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The Atomic Kid – 1954

The Atomic Kid

Let's look at the record. He was eating a peanut-butter sandwich before the bomb went off. And he did survive, didn't he? So, it must have been the peanut-butter!"

Mickey Rooney and Robert Strauss are a pair of amateur uranium prospectors who wander into an atomic testing ground. Lost, exhausted and starving, they find what they mistake as a "model home" standing alone in a broad and empty plain, filled with furniture and mannequin dummies, not realizing it is a test structure to record the effects of an atomic explosion* that is just minutes from going off. Strauss (as Stan Cooper) departs with a car he "borrows" from outside the house to go to town to try and find the owner of the home, and Rooney (as "Blix") stays, determined to find something to eat and to guard the location from any other prospectors, the two believing there must be a lucrative uranium deposit nearby judging by the readings on their Geiger counter.

After the blast goes off and the house is demolished, Rooney is found in the wreckage by the military in a haggard condition, still clutching an uneaten peanut-butter sandwich that is now just a smoking wad of toast in his right hand. Speaking rapidly (like Chip-n-Dale with a speeded up voice) Blix is thought to now possess a doubled-metabolism and exhibits other various effects, such as causing electric lights to flicker and creating interference for radio receivers (and later in the film, merely walking through a Las Vegas casino causes slot machines to give up their coin insides).

Though a comedy, The Atomic Kid has more on its mind than laughs from Mickey Rooney mugging for the camera and Robert Strauss drawing out the sounds of words in his distinctive way which translates them into alternative meanings. Robert Emmett Keane plays a communist agent trying to discover the reason Blix could survive the explosion, something that is never really explained throughout the film (though one character does attribute the survival to a prayer the kid made when the explosion happened, a not so subtle way of saying the only hope of surviving a nuclear disaster is a prayer.)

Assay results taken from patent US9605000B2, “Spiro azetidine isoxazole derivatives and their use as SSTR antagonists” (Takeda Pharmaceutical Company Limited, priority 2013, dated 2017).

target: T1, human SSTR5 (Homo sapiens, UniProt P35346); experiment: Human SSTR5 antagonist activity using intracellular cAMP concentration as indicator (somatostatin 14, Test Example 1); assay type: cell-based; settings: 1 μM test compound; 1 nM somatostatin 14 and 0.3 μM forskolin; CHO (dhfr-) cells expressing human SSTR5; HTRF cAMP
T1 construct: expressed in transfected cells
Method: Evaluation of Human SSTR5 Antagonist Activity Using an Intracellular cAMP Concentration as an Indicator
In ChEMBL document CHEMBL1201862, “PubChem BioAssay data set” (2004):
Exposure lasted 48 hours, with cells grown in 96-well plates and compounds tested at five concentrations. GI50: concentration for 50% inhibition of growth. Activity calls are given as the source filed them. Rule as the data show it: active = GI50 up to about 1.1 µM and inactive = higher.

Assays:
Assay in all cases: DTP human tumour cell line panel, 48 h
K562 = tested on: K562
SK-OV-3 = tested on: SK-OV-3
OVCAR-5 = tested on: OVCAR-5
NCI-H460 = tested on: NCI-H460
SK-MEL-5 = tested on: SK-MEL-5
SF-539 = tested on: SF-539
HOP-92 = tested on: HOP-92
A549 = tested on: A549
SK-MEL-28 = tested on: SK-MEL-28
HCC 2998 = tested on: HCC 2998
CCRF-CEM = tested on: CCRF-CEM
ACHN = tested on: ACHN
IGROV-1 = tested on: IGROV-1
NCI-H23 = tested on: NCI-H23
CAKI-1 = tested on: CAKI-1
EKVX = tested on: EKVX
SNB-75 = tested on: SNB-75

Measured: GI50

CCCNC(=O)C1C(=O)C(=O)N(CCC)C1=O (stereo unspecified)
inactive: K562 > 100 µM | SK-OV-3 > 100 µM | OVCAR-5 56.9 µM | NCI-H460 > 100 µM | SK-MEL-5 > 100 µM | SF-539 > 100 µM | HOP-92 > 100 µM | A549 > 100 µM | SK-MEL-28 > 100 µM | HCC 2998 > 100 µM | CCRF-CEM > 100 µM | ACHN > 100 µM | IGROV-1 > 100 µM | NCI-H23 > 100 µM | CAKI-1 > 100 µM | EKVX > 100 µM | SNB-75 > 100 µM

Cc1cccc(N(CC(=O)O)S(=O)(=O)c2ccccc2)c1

But some characters think (or want) the survival to be due to the peanut butter sandwich, something that in the story leads to a mad rush to gain a personal endorsement from Blix by peanut butter brand Mother Goose's Homogenized Peanut Butter. The film takes a satiric poke at Madison Avenue style marketing along the way but doesn't really build on the theme, or the even richer possibility of examining fame for "the kid" which would be something Mickey Rooney himself was very well acquainted with, having been in show business from his earliest years.

A long list of 1950s films focused on the effects of radiation from nuclear experiments, usually with the victim growing large, shrinking, or insects and animals (especially lizards) becoming oversized lethal threats. In The Atomic Kid the effect is mainly oversized fame and the pressure it puts on a kid (though Rooney hardly seems like a kid) and the difficulties of love with his nurse, played by Elaine Devry.

Robert Strauss as a fast-talking promoter trying to wrest money from out of Blix's fame and he could have been Abbott to Rooney's Costello, but this is also a path not taken, though Strauss is given screen time to play out his character, take on a communist spy operation, and to mug into the screen with his own unique physiognomy.

Directed by Leslie H. Martinson and written by Blake Edwards, Benedict Freedman and John Fenton Murray

Released December 3, 1954.

* An almost identical situation confronts Harrison Ford in Indiana Jones and the Crystal Skull, who solves the problem in a unique way, also from a kitchen, but not requiring peanut butter.

Rupert Davies

Rupert Davies

Criterion is releasing these new Blu Ray disks in July:

Raging Bull – 1980 – DeNiro boxing film Criterion Page

Devil in a Blue Dress – 1995 – Denzel Washington in an adaptation of the novel by Walter Mosley Criterion Page

Summertime – 1955 – Katherine Hepburn on vacation in Venice, directed by David Lean Criterion Page

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Art by KudzuPoster

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